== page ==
Other kinds of contemplated rearrangements include chromosome circularization. Previously this was accomplished by linearized plasmid transformation with regions homologous to the ends of a chromosome, a highly inefficient process (Bennett et al., Mol. Cell. Biology, 12: 5359-5373, 2001). A cassette can be integrated near to a telomeric region of a chosen chromosome. Then IROs (single or a pair) can be designed containing at the 5′ end a sequence homologous to the downstream region of the left telomere and at the 3′ end a sequence homologous to the upstream region of the right telomere. Addition of the IRO(s) to the cell will cause the elimination of the cassette and of both the telomeres; therefore, the chromosome will be circularized.
The invention is illustrated by the following non-limiting Examples.
The delitto perfetto approach permits genomic modification without the retention of heterologous sequence (
This example provides a description of several sequence modifications that have been made using the delitto perfetto in vivo mutagenesis system.
Unless otherwise stated, genetic manipulations were carried out according to standard methods (Sambrook et al., (eds.), Molecular Cloning: A Laboratory Manual, CSH Laboratory Press, Cold Spring Harbor, N.Y., 1989).
Yeast strains and growth conditions. Yeast strains used were: BY4742 (MATα, his3Δ1, leu2 Δ 0, lys2 Δ 0, ura3 Δ 0; Brachmann et al., Yeast 14:115-132, 1998), VL6α (MATα, met14,lys2-801, his3-Δ 200, trp1-Δ 63, ura3-52, ade2-101; Lewis et al., Mol. Cell Biol. 18:1891-1902, 1998) and E133 (S1-A12: MATα, ade5-1, lys2-12A, trp1-289, his7-2, leu2-3, 112, ura3-52; Tran et al.,Mol. Cell Biol. 17:2859-2865, 1997).
Cells were grown in standard rich (YPD), glycerol (YPG) and synthetic minimal medium without uracil (SD Ura−), leucine (SD Leu−), or tryptophan (SD Trp−) (Sherman et al. (eds.) Methods in Yeast Genetics, Cold Spring Harbor Laboratory Press, Cold Spring Harbor, N.Y., 1986). Geneticin (G418) resistant cells were grown on YPD plates containing 200 μg/ml of G418 (Gibco BRL, Grand Island, N.Y.) (Wach et al., Yeast 10, 1793-1808, 1994). Ura− cells were selected on synthetic complete medium containing 5-fluoroorotic acid (5-FOA) (Toronto Research Chemicals Inc., North York, Ontario, Canada) at 1 mg/ml (Boeke et al., Mol. Gen. Genet. 197:345-346, 1984).
Plasmids. The plasmid pCORE was constructed by cloning a 1.5 kb BamHI-HincII fragment containing the kanMX4 gene (Wach et al., Yeast 10, 1793-1808, 1994) into the BamHI-SspI sites of pFA6aKIURA3 (Delneri et al., Yeast 15:1681-1689, 1999).
Plasmid pBL230 (Ayyagari et al., Mol. Cell Biol. 15:4420-4429, 1995) harbors genomic DNA containing the POL30 gene (from 195 bp upstream of the ATG to 170 bp downstream of its stop codon).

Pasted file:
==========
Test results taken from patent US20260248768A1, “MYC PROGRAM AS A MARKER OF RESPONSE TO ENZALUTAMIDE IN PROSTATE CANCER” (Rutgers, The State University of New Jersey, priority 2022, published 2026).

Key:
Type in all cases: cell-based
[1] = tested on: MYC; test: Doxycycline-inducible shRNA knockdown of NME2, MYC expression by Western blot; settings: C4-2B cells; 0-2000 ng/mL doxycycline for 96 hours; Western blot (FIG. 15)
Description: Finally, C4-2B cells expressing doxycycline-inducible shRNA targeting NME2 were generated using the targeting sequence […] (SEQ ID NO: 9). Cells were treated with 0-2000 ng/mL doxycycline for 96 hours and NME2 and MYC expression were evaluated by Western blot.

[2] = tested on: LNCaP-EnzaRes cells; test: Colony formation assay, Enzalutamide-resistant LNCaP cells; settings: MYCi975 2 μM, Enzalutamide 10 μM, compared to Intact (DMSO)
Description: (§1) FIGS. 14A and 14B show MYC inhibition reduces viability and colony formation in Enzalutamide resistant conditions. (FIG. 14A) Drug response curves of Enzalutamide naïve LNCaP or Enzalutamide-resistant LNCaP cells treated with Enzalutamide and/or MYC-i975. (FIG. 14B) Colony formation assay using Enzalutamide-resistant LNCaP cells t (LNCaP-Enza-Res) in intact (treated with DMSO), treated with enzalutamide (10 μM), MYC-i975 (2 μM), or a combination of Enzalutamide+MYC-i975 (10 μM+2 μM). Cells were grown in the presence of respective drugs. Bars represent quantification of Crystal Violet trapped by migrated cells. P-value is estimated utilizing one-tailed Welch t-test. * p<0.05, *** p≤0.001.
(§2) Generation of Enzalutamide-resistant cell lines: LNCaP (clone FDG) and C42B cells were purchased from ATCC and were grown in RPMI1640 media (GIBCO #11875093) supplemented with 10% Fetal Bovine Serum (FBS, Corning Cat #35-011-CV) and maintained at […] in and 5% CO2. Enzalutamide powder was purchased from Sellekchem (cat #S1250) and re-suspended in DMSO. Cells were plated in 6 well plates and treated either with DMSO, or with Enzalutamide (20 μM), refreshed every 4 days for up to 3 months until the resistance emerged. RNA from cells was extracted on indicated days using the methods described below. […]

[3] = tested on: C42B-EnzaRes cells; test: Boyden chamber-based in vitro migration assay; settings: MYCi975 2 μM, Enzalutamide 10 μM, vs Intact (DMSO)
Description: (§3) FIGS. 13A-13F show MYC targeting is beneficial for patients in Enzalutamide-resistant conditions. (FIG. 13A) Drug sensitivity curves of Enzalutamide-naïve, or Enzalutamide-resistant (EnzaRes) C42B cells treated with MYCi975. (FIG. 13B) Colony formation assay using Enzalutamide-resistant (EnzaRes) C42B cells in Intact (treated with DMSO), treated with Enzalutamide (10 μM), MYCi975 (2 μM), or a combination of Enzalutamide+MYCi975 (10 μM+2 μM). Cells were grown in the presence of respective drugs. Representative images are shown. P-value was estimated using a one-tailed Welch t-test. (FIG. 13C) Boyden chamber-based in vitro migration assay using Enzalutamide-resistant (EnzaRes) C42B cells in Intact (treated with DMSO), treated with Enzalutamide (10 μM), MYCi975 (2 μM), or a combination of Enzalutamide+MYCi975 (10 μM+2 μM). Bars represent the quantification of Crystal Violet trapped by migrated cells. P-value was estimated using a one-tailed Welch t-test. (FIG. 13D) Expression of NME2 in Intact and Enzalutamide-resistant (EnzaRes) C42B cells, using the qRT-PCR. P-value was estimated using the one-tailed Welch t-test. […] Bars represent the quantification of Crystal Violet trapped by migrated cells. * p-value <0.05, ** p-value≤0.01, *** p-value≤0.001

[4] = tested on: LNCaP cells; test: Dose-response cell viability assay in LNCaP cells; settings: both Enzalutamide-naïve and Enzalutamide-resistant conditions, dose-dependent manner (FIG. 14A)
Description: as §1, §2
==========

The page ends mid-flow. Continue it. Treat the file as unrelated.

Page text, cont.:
Deletion of RAD52 was made using plasmid pΔ52Leu (Lewis et al., Mol. Cell Biol. 18:1891-1902, 1998) cut with ApaI and NotI.
pLKL67Y was created by cloning a 1.2 kb URA3 fragment from pRS315+URA3 into the XhoI-SacI sites of the multiple-restriction site (of the centromeric vector pRS313 (Sikorski and Hieter, Genetics 122:19-27, 1989).
Yeast Transformation. Transformation of yeast with circular plasmids, linear double-stranded stranded DNA molecules, or oligonucleotides was performed according to a high efficiency lithium acetate protocol as previously described (Gietz, “High efficiency transformation with lithium acetate” in: In Molecular Genetics of Yeast. A Practical Approach. (ed. Johnston) IRL Press, Oxford, UK, 121-134, 1994).
PCR Amplification and Sequence Analysis. The kanMX4 and KIURA3 CORE-cassette was amplified as a 3.2 kb DNA fragment from pCORE using Taq DNA polymerase (Roche, Indianapolis, Ind.), with 32 cycles of 30 seconds at 94° C., 30 seconds at 56° C., and 3 minutes 20 seconds at 72° C. For integration of the CORE-cassette into chromosomal loci, chimeric 70-mers were designed, consisting of 50 nucleotides homologous to the appropriate flanking region of the genomic target locus and 20 nucleotides, shown here, which allow for the amplification of the CORE-cassette:
To identify clones with correct CORE-cassette integration, colony PCR (Huxley et al., Trends Genet. 6:236, 1990) was performed using primers designed for annealing upstream and downstream of the integration locus and within the CORE-cassette.
PCR fragments (about 0.5 kb) for the new mutant constructs, together with their corresponding wild-type loci, were purified by phenol-chloroform extraction, purified using the QIAquick PCR Purification Kit (Qiagen USA, Valencia, Calif.) and used for DNA sequencing. Sequencing reactions were performed on both strands using the dRhodamine Terminator Cycle Sequencing Kit (ABI Prism, Applied Biosystems, Foster City, Calif.) and run in an automatic sequencing machine (AB1377; Applied Biosystems).
Initial insertion of the CORE cassette into genes MLP2, POL30, TRP5 and SIR2 (within codon 270 and between codons 354 and 355) was performed using the following primers, respectively:MLP2.U/MLP2.G, PCNA.U/PCNA.G, TRP5.U/TRP5.G, SIR2.U1/SIR2.G1, and SIR2.U2/SIR2.G2. K2 and URA3.2 are internal primers in the CORE cassette, within kanMX4 and KIURA3, respectively.
CORE insertion was verified at each locus using the following primer combinations: MLP2.1/MLP2.2/K2 and MLP2.3/MLP2.4/URA3.2; PCNA.3/PCNA.4, PCNA.3/URA3.2 and PCNA.4/K2; TRP5.1/TRP5.2, TRP5.1/K2 and TRP5.2/URA3.2; SIR2.1/SIR2.4/K2 and SIR2.1/SIR2.4/URA3.2 for CORE insertion in codon 270 of SIR2; SIR2.2/SIR2.3/K2 and SIR2.2/SIR2.3/URA3.2 for CORE insertion between codons 354 and 355 of SIR2.
CORE-cassette excisions and sequence analyses were carried out using the following primers: MLP2.1/MLP2.4; PCNA.3/PCNA.4; TRP5.1/TRP5.2; SIR2.1/SIR2.4 for CORE excision from codon 270 of SIR2 and SIR2.3/SIR2.2 for CORE excision between codons 345 and 364 of SIR2.
Primers used to verify deletion of RAD52: RAD52.1/LEU2.2 and RAD52.4/LEU2.1.